Really, in a country dominated politically by people who claim a 2000-year-old reanimated carpenter watches them go to the bathroom, wouldn't you think superstition alone would be enough to make people run from anything that George W. Bush proposed, at this point?
My favorite moment in the whole Pooches Were Screwed routine was the bit about the poor 21st century being regulated by the outmoded regulatory systems of the 20th. George W. Fucking Buck Rogers Bush. It's what's left of the sensible first-half of the 20th century regulatory structure that saved us, to whatever extent it did, from the rapine of the late-20th-century deregulators.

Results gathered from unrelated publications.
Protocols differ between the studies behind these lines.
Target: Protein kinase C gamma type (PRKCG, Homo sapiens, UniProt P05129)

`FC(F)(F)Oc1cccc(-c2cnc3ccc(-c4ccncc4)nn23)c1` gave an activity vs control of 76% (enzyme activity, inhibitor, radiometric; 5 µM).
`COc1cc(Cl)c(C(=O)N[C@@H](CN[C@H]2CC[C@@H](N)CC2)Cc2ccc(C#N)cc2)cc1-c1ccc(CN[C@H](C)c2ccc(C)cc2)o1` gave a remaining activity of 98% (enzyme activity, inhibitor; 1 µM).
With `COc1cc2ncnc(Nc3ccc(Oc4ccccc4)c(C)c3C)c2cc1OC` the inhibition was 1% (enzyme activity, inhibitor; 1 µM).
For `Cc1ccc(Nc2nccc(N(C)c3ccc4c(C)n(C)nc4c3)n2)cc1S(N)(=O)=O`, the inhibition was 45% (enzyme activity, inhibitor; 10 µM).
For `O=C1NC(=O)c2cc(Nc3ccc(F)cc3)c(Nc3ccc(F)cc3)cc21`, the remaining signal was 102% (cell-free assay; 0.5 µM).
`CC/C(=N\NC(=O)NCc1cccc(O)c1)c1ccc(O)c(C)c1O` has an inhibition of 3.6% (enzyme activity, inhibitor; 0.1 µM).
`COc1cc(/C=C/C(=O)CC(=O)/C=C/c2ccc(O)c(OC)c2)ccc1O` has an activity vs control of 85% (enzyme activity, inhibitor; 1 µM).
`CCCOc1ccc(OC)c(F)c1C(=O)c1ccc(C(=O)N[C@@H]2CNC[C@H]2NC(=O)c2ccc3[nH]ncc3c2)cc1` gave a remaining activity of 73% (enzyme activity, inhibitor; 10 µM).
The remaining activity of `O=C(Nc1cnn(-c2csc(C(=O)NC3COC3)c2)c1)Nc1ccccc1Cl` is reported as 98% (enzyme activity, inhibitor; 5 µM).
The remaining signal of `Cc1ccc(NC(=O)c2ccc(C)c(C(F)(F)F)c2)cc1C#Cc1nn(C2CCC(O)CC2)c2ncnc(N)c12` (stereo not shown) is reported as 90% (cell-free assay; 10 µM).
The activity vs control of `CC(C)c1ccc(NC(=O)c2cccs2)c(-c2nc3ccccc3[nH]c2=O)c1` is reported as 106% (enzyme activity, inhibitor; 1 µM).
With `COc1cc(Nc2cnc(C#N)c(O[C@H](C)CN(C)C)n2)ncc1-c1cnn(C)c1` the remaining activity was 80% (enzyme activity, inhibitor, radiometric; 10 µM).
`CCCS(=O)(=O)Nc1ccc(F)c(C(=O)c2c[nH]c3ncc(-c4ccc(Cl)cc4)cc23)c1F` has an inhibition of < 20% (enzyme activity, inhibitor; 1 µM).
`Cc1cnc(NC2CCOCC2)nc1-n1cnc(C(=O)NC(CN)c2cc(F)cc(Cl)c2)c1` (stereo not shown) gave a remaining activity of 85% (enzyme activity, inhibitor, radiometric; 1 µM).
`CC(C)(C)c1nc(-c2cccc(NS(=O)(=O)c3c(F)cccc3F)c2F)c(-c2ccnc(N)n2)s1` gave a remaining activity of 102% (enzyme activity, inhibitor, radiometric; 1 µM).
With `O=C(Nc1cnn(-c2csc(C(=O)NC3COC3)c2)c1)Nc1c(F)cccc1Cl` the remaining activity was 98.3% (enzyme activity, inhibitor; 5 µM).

I was driving home from one of my enforced errands yesterday afternoon when I happened to yank the Wailin' Jennys CD and turn on NPR, just in time to hear Urban Bäckström, the former governor of the Swedish Central Bank in the 1990s, when they recovered from a banking crisis brought on by intemperate deregulation. Asked how they'd solved the problem, Bäckström said they'd looked, above all, to 1933 for inspiration. (He had to explain to the host, whose name escapes me, that yes, while the Wall Street crash was in 1929, it was left to the inauguration of Franklin Delano Roosevelt, which occurred in 1933, to begin the solution. Perhaps it's too much, expecting Americans to solve their current problems when it takes Scandinavians to explain their history to them. Pass the ketchup.)